Braveheart ... not brave, no heart

FIRE chiefs “should have saved” a mother of two who fell into a disused mineshaft, her family said, after a fatal accident inquiry found her death could have been avoided.

Lawyer Alison Hume suffered “survivable” injuries after plunging 14 metres down the collapsed shaft in Galston, Ayrshire, in July 2008.

Her rescue was delayed by senior fire officers who showed “rigid compliance” with official health and safety procedures, the inquiry concluded.

The 44-year-old spent up to eight hours in the pit, developed hypothermia, had a heart attack and died in hospital
Firefighters had wanted to go down to rescue her, and 18 of them had been trained to do so. But their senior officers refused to give them permission, believing the situation was not safe.

The sheriff criticised Group Commander Paul Stewart, the senior fire officer at the scene, for saying the rescue had been “a success”.

Strathclyde Fire and Rescue said Mrs Hume’s death was “a source of enormous regret” but stopped short of issuing an apology to the family


  1. So they just stood around and watched her die ... bastards!

  2. They had a frickin winch too!Believe it or not but that twat Stewart who stopped the rescue is up for promotion! What a cnut!

  3. They had winched a fireman down to her, what they weren't able to do was use the equipment to winch her up.

    The firefighter who introduced the equipment some time ago was on Radio Scotland this morning, he said before 2008 she would have been saved because before that time the memoranda that forbade the use of the winching gear undr those circumstances hadn't been written.

    He also hinted at there being a cost association, insofar as, while all the firefighters were trained only one was actually renumerated, he said explicitly thought that that would not have stopped the firefighters doing it, it was because the senior officer was sticking to the rules. That senior officer was not apparently on site for the entire duration of the emergency.

    Its a mess and they should apologise, nothing worse than a mindless automaton in positions of real responsibility like this.

  4. If any of those firemen had ignored the senior officer responsible for this tragedy they would have been reprimanded or perhaps even sacked. Saying that, my dad was a fireman and he would've disobeyed the senior officer, probably smacked him one too! l'm glad my dad is no longer here to see this. lt would've broke his heart to see what the fire service has become.

    H&S is now killing people because of jobsworths like this Paul Stewart who is probaly just a manager and never attended a fire in his life!

  5. FFS! These bastards are still trying to weasle out of it. Theyre now saying they had to wait for a specialist stretcher. These have to be office jobsworths. Any fireman worth his salt would use a ladder, plank or something in an emergency like this. l agree with Katie, these bastards in charge have never attended emergencies. Twats!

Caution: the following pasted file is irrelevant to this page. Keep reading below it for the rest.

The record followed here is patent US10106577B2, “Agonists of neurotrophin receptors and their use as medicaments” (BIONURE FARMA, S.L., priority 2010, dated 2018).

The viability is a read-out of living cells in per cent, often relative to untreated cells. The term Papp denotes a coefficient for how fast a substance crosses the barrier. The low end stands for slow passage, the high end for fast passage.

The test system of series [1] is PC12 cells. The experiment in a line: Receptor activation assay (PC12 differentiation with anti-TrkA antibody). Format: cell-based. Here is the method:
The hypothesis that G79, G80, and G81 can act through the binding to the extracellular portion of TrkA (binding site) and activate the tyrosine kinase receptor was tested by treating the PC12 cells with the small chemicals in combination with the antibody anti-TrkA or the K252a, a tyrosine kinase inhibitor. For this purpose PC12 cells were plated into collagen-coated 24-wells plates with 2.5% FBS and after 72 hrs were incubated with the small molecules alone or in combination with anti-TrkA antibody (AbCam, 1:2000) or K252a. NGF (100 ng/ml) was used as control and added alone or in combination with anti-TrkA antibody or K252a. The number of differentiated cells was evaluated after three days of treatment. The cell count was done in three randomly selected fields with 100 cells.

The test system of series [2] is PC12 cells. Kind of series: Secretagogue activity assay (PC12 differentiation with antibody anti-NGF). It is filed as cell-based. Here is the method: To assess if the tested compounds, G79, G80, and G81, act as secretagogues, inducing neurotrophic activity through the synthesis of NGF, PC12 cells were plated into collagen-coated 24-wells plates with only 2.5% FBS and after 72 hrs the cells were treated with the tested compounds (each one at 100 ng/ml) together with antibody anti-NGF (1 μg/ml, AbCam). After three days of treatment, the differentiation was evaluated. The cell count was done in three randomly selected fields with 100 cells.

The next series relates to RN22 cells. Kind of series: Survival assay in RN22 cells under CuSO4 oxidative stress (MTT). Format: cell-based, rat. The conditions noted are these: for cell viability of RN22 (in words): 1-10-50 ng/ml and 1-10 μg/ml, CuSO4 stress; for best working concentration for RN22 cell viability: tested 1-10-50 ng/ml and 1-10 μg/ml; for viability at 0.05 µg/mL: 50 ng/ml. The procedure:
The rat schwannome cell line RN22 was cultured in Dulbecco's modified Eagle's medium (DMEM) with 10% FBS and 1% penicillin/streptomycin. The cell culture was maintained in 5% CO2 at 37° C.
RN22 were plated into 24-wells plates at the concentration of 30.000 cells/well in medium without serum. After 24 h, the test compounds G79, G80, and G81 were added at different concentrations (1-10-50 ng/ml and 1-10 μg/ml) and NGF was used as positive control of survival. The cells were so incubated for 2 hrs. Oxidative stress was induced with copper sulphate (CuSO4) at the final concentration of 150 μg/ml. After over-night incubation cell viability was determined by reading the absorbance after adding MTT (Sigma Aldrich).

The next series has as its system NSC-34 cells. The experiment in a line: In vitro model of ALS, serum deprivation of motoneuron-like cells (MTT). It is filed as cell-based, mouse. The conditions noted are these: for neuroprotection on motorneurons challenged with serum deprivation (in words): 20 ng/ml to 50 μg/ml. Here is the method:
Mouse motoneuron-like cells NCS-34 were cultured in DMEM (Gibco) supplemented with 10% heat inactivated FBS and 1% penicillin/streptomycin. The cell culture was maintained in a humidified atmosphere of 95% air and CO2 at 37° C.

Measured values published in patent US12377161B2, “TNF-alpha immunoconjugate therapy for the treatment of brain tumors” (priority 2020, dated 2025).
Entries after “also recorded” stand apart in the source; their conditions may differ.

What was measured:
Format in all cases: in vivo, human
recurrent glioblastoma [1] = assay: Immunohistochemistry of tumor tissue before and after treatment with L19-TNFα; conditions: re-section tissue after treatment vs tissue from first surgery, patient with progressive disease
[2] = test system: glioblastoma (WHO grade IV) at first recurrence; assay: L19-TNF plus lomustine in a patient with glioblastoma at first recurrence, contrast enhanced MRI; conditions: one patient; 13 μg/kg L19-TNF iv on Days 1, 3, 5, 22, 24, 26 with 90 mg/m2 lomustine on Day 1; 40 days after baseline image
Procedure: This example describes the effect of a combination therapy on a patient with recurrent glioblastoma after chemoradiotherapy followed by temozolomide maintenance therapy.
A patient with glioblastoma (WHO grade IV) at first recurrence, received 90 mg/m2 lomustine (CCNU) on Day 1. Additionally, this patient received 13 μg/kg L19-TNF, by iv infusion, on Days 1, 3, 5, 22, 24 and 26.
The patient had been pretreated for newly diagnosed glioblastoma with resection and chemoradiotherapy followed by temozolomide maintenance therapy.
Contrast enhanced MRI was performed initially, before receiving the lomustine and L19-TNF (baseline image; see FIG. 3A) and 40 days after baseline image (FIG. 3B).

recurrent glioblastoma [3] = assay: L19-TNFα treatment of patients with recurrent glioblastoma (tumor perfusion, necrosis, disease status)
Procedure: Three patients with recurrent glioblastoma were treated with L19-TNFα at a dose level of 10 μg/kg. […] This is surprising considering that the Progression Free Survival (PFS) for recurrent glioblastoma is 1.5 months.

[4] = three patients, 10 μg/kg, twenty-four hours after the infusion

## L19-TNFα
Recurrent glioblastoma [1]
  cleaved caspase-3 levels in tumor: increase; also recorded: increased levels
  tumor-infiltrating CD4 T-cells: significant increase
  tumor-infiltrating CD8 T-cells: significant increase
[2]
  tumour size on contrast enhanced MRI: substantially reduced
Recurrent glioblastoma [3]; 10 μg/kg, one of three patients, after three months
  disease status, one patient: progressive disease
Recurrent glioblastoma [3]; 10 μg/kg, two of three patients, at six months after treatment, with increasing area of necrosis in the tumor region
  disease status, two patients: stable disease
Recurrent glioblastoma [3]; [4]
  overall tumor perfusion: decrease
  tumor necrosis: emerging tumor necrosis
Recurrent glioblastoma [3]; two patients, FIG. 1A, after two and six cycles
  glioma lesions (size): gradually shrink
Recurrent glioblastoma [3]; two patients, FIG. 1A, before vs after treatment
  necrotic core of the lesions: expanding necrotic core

6. So much on the subject of 'brave' firefighters. What a bunch of snivelling cowards- i mean the fire men on the ground not the Managers- no one expects them to be 'men' these days.

    The simple fact is that they were too scared of being reprimanded or losing their jobs to do the normal decent human thing and rescue the poor woman.

    It's a simple basic tenet of our common humanity that you help anyone in danger no matter what the possible cost to yourself, no matter whether you're 'qualified', 'certified' or 'allowed'.

    That is all our duty.

    The ground crews should be charged with manslaughter.

    Although I'm puzzled how the woman managed to fall down a mine shaft in the first place. Did it suddenly open up in front of her while she was out walking? That can apparently happen although its hella rare...even in Scotland.

  7. SBC ... I have to agree that it's basic humanity to help.

    l was once driving down a secluded road and saw this little kid of about 8/9 screaming by the side of the road. l stopped and went over to find his friend had fallen in the canal. He was just staying afloat but the walls were sheer so l hung over the side full length. My legs were up to my knees in the water. l hung on whilst he climbed over me to the top. l then pulled myself up ... with some difficulty. l then took them home to their parents in my car.

    l'd probably be accused of being a pedo and kidnapper these days but l'd do it again regardless.

  8. SBC .. l read one of them did go down and refused a command to come back up.

  9. Yes a very sad situation indeed, But to explain, I live in an ex mining community in lanarkshire, These old private mineshafts are in many places, Country parks and open ground, They are death traps just waiting to grab anyone who is unlucky enough to walk in the wrong place at the wrong time, Most are long since forgotten and the miners who wotrked them 50+ years ago are long gone as well. They ave been just abandoned by the mine owners who were expected to make them safe, That costs money, so they were covered over with wood or metal sheets and left.

  10. SH hit the nail on the head --- not brave, no heart. They wear yellow helmets, that yellow should continue down their backs for all to see.


"In the eyes of the Tribunal the review letter contained several preconceptions, prejudgments and non-sequiturs"

"the absurdity of this reason is demonstrated by simply stating it"

"We therefore find that Mr Sked misdirected himself as to the Policy in carrying out the review and his decision is therefore one that no reasonable review officer could have arrived at."

... commonly known here at N2D as 'Skeds' ... that is to say these are Judges comments regarding UKBA Review Officer Ian Sked's reasons for rejecting peoples appeals against seizures.

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